By Hal Foster
120 pages, color
Published by Fantagraphics Books
"Prince Valiant? Really?" That was more or less the response I got when my boyfriend discovered I’d bought Prince Valiant Vol. 1: 1937-1938. From there, he explained why this was such a bad idea, and what a dull, boring comic it was. And you know something? I understood where he was coming from. I remember Prince Valiant strips growing up being an exercise in dullness, like all the serial strips that I didn’t care to follow. But after seeing Dave Gibbons and Ryan Sook pay homage to Prince Valiant in Wednesday Comics #1, well, I just had to give it another shot. As it turns out, it was a good decision.
It was the era of King Arthur, when Prince Valiant and his family came to England. Forced out of their kingdom of Thule by an usurper, life at first looked to be little more than exile in the fens of England. But as Prince Valiant leaves the wetlands for adventure, he finds himself in the midst of just that. Before long he’s a squire at King Arthur’s court and has fallen in love with the woman of his dreams—but will a swamp witch’s curse doom him for all eternity?
I’ll admit that reading the first few pages of Prince Valiant, I was wondering if I’d made the right decision. It’s a slow, in media res start, with Valiant and his family arriving in England and fighting their way towards a new home. Once they get settled, though, it’s as if Foster had felt it was time to get things rolling in his new comic strip. That’s when we start getting journeys into the swamp, and then even better, journeys outside of the swamp and mixing it up with King Arthur and his men. Prince Valiant as a squire to Sir Gawain is the moment when the strip has truly arrived, having a surprisingly high amount of plot advancement for just a single broadsheet page of comic. There’s a nice level of cheek about the strip, like when Valiant and Gawain free themselves from a Baron’s prison and then spend the day in the Baron’s quarters while their captor is now the prisoner, tied up in the back of the room as Valiant and Gawain enjoy all the luxuries that belong to the Baron. What surprised me the most, though, was that by the end of this first volume (almost two full years worth of strips), how much Foster had brought me to care about these characters. The "all told in narration" format actually works well towards this, because it uses the expressive nature of prose to bring across additional material that might have otherwise taken longer to fully bring across to the reader.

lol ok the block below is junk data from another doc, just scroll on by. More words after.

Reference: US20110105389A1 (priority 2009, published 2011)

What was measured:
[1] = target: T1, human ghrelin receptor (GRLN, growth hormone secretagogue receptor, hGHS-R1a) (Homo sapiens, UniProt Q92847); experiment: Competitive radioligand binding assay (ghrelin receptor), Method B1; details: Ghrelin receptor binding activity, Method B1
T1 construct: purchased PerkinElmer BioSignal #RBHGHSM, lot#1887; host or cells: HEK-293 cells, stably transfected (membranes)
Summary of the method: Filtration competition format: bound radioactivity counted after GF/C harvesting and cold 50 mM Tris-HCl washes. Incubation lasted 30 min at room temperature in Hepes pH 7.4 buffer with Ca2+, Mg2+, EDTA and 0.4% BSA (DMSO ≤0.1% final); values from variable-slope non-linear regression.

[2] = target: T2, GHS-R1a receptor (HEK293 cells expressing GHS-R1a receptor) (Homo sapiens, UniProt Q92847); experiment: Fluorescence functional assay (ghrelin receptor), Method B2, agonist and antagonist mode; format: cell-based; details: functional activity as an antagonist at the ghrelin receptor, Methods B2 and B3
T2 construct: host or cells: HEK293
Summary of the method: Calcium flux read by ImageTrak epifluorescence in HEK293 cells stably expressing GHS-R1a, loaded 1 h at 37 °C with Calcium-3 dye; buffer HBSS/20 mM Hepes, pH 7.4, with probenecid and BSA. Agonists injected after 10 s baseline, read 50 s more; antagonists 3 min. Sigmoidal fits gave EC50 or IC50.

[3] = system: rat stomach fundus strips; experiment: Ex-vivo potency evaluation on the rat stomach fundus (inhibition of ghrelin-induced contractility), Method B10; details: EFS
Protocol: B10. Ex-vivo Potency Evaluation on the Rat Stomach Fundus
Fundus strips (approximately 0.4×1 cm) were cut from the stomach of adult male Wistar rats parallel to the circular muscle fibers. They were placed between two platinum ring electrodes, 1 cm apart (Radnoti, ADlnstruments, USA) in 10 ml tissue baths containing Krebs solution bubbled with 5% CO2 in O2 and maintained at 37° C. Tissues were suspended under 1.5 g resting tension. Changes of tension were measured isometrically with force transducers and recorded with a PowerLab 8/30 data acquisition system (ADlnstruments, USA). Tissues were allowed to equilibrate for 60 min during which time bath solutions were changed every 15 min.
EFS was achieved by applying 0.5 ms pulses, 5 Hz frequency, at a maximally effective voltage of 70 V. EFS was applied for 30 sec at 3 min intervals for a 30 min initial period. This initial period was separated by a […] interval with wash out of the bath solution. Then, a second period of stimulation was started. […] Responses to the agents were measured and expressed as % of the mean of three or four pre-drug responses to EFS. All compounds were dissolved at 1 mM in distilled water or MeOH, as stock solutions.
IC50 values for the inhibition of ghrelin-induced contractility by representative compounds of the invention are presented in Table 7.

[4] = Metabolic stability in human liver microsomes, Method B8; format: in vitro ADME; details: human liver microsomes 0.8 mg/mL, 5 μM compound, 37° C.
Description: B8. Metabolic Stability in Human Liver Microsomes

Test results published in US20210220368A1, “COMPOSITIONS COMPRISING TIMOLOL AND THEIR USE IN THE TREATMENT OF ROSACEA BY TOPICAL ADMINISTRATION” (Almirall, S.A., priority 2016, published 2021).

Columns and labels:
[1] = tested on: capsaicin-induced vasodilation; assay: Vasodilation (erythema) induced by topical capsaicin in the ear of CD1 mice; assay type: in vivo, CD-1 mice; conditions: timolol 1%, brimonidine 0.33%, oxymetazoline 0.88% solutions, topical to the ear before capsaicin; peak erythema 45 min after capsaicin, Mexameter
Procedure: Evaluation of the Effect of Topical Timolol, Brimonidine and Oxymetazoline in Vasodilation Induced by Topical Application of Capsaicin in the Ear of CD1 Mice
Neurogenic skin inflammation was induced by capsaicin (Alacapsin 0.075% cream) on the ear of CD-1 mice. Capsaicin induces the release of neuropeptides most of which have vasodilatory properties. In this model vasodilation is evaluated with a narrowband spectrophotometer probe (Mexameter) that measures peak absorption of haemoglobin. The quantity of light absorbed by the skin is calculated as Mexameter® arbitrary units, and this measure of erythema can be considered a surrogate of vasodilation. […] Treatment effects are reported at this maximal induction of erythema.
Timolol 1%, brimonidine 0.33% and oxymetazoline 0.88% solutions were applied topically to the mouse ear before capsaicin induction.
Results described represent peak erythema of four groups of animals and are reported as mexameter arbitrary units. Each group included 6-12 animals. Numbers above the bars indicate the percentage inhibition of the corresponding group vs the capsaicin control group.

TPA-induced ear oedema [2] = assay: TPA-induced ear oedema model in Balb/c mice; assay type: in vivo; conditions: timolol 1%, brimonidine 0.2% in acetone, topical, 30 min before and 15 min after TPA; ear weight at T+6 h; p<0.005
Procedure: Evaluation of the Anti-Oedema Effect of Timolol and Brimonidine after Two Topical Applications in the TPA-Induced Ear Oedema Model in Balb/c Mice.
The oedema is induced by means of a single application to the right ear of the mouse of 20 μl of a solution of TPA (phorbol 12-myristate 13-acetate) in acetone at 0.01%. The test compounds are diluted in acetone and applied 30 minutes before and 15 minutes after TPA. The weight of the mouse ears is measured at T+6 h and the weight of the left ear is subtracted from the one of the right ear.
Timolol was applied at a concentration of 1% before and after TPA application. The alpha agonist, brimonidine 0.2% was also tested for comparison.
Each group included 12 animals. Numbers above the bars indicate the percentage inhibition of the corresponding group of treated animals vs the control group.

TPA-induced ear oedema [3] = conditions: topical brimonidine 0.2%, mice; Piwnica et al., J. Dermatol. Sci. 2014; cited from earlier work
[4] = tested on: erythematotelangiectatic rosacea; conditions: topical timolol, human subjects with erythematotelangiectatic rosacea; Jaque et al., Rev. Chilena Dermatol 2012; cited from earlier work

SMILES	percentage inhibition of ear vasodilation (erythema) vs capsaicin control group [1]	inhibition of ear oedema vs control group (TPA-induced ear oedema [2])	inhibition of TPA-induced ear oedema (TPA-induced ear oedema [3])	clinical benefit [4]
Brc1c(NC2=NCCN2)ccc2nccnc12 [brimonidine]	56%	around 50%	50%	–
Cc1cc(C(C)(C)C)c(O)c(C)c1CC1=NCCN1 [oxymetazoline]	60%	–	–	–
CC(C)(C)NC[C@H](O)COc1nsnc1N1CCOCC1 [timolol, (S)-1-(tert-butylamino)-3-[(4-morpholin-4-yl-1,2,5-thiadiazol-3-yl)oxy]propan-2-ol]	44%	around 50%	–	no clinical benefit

This new edition of Prince Valiant is primarily scanned directly from a collection of artist’s proofs that had belonged to Foster himself. The end result is that perhaps for the first time ever, we’re able to see just how detailed and elaborate Foster’s art really was. The number of fine lines that went into each drawing is impressive, providing a fine texture and grace to every single panel. More importantly, though, was how well Foster set up his pages. His layouts draw the reader across the page from one panel to the next, often culminating in a truly impressive final panel. One of my favorite moments is when Val has to go up against an entire army, using a bridge as his point of no return. The number of enemies grows in mass as your eye moves to the right, turning into a virtual horde that crashes up against Val like a massive wave in the ocean. As the villains spill off the bridge and into the water, you can almost see them actually tumble, there’s such a strong sense of motion.
I’ve seen the error of my ways, and once you read Prince Valiant Vol. 1: 1937-1938, I suspect you will too. As an added bonus, because Prince Valiant began in February 1937, the pages that would have been used for the earliest part of that year are taken up by a rare interview with Foster, an essay on Prince Valiant by comics historian Brian M. Kane, and a piece explaining the different art sources for reprints over the years and the differences in quality. Prince Valiant was good all along. Who knew?